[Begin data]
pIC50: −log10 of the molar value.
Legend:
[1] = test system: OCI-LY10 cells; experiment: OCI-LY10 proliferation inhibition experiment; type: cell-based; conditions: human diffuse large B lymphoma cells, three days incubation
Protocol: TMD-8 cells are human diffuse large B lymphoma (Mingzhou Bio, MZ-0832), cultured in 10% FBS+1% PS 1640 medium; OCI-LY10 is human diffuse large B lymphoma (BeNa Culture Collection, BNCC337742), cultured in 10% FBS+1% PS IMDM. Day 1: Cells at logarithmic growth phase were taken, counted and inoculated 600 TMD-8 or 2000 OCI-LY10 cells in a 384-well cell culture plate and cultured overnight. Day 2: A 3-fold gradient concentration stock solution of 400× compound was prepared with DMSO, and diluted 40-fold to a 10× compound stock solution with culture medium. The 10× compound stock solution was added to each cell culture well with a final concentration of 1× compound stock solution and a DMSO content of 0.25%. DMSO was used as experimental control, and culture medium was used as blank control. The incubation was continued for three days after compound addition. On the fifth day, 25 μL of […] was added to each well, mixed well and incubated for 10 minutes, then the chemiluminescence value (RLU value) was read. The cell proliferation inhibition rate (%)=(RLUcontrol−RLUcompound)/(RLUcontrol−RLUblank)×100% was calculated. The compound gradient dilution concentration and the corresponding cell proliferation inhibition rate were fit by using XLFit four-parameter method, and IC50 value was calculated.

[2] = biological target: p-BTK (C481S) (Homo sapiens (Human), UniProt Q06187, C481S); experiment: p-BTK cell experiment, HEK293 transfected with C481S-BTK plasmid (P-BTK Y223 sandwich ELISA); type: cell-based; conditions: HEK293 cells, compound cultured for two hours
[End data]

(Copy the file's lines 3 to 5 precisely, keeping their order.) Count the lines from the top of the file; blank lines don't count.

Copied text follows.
[1] = test system: OCI-LY10 cells; experiment: OCI-LY10 proliferation inhibition experiment; type: cell-based; conditions: human diffuse large B lymphoma cells, three days incubation
Protocol: TMD-8 cells are human diffuse large B lymphoma (Mingzhou Bio, MZ-0832), cultured in 10% FBS+1% PS 1640 medium; OCI-LY10 is human diffuse large B lymphoma (BeNa Culture Collection, BNCC337742), cultured in 10% FBS+1% PS IMDM. Day 1: Cells at logarithmic growth phase were taken, counted and inoculated 600 TMD-8 or 2000 OCI-LY10 cells in a 384-well cell culture plate and cultured overnight. Day 2: A 3-fold gradient concentration stock solution of 400× compound was prepared with DMSO, and diluted 40-fold to a 10× compound stock solution with culture medium. The 10× compound stock solution was added to each cell culture well with a final concentration of 1× compound stock solution and a DMSO content of 0.25%. DMSO was used as experimental control, and culture medium was used as blank control. The incubation was continued for three days after compound addition. On the fifth day, 25 μL of […] was added to each well, mixed well and incubated for 10 minutes, then the chemiluminescence value (RLU value) was read. The cell proliferation inhibition rate (%)=(RLUcontrol−RLUcompound)/(RLUcontrol−RLUblank)×100% was calculated. The compound gradient dilution concentration and the corresponding cell proliferation inhibition rate were fit by using XLFit four-parameter method, and IC50 value was calculated.

[2] = biological target: p-BTK (C481S) (Homo sapiens (Human), UniProt Q06187, C481S); experiment: p-BTK cell experiment, HEK293 transfected with C481S-BTK plasmid (P-BTK Y223 sandwich ELISA); type: cell-based; conditions: HEK293 cells, compound cultured for two hours